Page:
Fifteen minutes after putting us ahead with a brilliant freekick, thanks to Friedel picking up a Milner pass back, Aston Villa levelled the score. With half an hour left to play and United chasing the win, Ronaldo was attacking the right wing but lost the ball. Gary Neville, who was being played in the centre of defence thanks to injuries, was level with him and Nani was further up the pitch. Instinctively, both ran back to defend, whilst Ronaldo stood near the touchline with his hands on his hips, watching the ball disappear in to our half. It felt like the whole of the North Stand and Stretford End got to their feet to give him stick and order him to put a shift in. “Don’t just fucking stand there!” But that’s exactly what he did. Neville got back to attempt to block the cross whilst Nani (5’9”), reached Agbonlahor (5’11”) just in time to see him head Villa in to the lead. Ronaldo (6’1”) could have made the difference but he was still standing in the other half of the pitch. It wasn’t the fact he didn’t stop the goal that angered anyone, nobody could have expected him to do that, but the fact he couldn’t even be bothered to try, particularly when it had been him that lost the ball in the first place, was infuriating. It was unacceptable and something not tolerated by our fans.
With ten minutes left to play Ronaldo saved our skin, equalising, and making way for Macheda to write his name in to our history books. Looking back, it seems fairly daft that so many of our fans were riled by him that day, when you consider he scored two of our goals in a vital 3-2 win, but that frustration had been building up for months. We had seen him looking half arsed in plenty of games, happy to exhibit his brilliant skill, but not as keen to work hard for the team. He had been in Manchester but his head was in Madrid and I regularly wondered what was the point of getting him to stay on for another season (obviously forgetting how we had started the season without him!).
A week after the Villa game, Ronaldo scored one of his best ever goals for us against Porto to put us in the Champions League semi-final, then scored twice in our 3-1 win at the Emirates to book our place in the final for a second year running. It was a game in between these two that was probably his moment of the season though, when the Ronaldo before us resembled our hero from the season before. United went in 2-0 down at half-time against Spurs and looked as though we were ready to throw away the title, with Liverpool all too keen to take it off our hands and make it 19-17 to them. Just before the hour mark, Michael Carrick won us a (dubious) penalty which Ronaldo calmly dispatched. Ten minutes later Rooney equalised and then a minute later Ronaldo put us 3-2 up. For maybe the first time all season he really looked like he gave a shit, ripping his shirt off and celebrating as wildly as any red that day. Three minutes after putting us ahead, Ronaldo assisted Rooney’s second and United’s fourth. In most seasons during tight title races there is one game where you feel like that the title is won (last season that game was Blackburn away! Fuck sake) and that 5-2 win over Spurs was the day in the 08-09 season.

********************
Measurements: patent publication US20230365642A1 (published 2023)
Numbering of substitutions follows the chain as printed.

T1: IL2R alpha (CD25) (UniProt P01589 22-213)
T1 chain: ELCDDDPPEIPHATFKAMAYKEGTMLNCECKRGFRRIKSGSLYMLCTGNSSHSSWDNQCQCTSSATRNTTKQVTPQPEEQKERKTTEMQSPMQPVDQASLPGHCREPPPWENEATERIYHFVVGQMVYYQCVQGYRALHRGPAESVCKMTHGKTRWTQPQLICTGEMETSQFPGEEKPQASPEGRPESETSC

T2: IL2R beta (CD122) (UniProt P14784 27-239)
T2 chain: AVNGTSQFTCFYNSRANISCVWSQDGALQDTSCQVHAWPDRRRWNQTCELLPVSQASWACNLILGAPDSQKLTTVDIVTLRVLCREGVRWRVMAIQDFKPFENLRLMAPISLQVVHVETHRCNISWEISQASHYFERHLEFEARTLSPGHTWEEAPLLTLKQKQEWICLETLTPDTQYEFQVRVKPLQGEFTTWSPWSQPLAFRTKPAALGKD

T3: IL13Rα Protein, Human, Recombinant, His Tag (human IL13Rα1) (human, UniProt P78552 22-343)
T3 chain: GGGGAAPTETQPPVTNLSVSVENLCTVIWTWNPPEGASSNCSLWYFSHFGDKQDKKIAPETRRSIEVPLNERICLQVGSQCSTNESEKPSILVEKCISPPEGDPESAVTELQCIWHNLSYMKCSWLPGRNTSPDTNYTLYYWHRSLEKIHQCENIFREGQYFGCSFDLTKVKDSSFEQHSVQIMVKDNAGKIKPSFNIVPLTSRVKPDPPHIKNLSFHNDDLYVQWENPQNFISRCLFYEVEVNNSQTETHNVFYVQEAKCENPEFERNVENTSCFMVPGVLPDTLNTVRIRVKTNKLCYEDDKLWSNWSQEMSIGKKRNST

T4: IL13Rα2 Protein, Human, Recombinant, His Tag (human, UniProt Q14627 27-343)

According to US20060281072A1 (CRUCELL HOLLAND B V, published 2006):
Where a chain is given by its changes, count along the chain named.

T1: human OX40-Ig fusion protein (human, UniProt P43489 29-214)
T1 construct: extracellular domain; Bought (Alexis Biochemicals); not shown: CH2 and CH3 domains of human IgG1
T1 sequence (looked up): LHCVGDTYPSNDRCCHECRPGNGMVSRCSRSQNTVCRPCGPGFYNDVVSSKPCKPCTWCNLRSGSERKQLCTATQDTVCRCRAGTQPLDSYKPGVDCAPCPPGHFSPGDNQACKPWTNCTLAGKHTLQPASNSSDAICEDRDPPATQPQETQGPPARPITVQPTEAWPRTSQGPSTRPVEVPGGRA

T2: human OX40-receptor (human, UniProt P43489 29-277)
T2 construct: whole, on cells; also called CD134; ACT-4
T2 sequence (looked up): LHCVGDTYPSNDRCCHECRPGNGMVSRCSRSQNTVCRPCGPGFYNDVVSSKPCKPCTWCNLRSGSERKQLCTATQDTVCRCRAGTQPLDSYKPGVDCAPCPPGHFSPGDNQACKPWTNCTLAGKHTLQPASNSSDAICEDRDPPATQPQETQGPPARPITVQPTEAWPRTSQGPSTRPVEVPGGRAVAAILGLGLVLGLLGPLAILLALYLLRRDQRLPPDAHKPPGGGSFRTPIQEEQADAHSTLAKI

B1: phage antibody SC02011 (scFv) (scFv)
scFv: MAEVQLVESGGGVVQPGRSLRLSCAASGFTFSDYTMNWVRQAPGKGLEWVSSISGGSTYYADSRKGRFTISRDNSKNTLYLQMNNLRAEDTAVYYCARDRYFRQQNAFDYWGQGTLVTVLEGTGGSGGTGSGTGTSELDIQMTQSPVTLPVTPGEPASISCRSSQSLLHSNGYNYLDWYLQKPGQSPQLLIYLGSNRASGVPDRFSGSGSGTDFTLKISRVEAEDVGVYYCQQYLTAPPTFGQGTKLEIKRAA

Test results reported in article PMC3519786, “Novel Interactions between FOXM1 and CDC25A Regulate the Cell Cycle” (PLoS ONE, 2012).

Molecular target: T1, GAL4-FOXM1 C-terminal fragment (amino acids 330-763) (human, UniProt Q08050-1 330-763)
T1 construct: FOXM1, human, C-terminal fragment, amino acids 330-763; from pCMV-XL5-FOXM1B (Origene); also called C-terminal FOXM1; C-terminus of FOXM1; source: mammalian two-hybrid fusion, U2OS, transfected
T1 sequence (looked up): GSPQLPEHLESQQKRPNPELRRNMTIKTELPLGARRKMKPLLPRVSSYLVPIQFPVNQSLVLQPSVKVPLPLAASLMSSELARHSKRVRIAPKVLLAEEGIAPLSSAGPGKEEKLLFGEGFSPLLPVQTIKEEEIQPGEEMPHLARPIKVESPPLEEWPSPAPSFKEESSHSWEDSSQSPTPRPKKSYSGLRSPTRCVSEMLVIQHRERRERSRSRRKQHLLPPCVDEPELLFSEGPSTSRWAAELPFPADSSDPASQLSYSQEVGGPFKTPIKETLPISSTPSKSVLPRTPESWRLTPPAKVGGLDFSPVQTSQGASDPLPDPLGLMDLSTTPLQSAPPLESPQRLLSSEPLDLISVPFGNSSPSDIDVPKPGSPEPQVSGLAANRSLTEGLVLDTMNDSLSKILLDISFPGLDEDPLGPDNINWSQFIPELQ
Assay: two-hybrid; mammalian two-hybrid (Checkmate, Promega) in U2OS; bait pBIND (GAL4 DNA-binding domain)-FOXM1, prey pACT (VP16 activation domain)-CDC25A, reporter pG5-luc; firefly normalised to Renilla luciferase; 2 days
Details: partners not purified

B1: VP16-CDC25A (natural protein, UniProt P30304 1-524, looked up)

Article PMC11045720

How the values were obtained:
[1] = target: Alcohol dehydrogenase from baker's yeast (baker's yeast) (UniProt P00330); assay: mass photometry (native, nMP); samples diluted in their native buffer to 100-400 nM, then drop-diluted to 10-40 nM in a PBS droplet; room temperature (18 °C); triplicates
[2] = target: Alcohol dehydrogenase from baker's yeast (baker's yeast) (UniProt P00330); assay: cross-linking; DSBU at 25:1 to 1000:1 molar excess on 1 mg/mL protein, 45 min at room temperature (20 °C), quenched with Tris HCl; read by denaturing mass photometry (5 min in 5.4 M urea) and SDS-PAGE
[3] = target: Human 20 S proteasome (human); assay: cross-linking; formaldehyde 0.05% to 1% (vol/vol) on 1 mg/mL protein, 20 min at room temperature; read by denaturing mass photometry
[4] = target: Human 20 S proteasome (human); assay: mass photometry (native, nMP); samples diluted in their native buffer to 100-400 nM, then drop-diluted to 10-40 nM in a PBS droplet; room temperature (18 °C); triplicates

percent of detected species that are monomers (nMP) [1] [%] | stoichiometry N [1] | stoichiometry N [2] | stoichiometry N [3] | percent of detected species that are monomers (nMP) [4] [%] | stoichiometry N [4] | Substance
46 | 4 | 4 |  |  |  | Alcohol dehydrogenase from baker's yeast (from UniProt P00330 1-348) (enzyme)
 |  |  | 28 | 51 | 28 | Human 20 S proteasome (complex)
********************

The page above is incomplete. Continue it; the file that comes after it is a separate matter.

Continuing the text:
The season ended with disappointment though as United lost 2-0 to Barcelona in the Champions League final and Ronaldo reacted by criticising the manager’s tactics. “I cannot explain,” he said. “We, the players, were not well, the tactics were not good… everything went wrong.”
Enough was enough. Ronaldo had made all the difference to us winning the league, which is fairly impressive when you consider he wasn’t even at his best, but it was time for him to go. We had been singing “Champions of England, Champions of Europe” all season and just like we had helped Ronaldo become the best player in the world there would obviously be another player to drop off our conveyor belt soon, right? Who needs Ronaldo anyway?
As time has gone by and United have struggled to replicate the European success of 2008, despite another final in his absence in 2011, it quickly became apparent that actually players of Ronaldo’s ability aren’t ten a penny. In fact, one day, we’ll be talking about Ronaldo as one of the best footballers ever. It’s funny to think that back in his early years we used to cheekily chant “there’s only one Ronaldo” about our scrawny little lad who could run quickly and pull off a few stepovers, with the Brazilian Ronaldo being named World Player of the Year. Everyone else was calling him a one trick pony and Arsenal fans used to claim he was inferior to Reyes. But now look at him. I don’t mean to get gooey-eyed, and he’ll obviously never be ours in the way the likes of Giggsy and Scholes are, but we’ve seen him grow from a skinny little kid, supporting him through the dark days in 2006 when he was the target of misplaced hatred by this country, to become one of the football greats.
Time is a healer and whilst I’m fully aware of how irritated I was with Ronaldo in his last season, it’s hard to feel the same way these days, for a combination of reasons. Firstly, it took us three years to sign a true world class player after Ronaldo left, when we brought in Robin van Persie last summer, which has emphasised just how rare people of Ronnie’s abilities are. I’ll be the first to admit I took Ronaldo for granted. When a player is consistently scoring important goals for your team, it probably isn’t unforgiveable if they don’t always track back or go to ground too easily.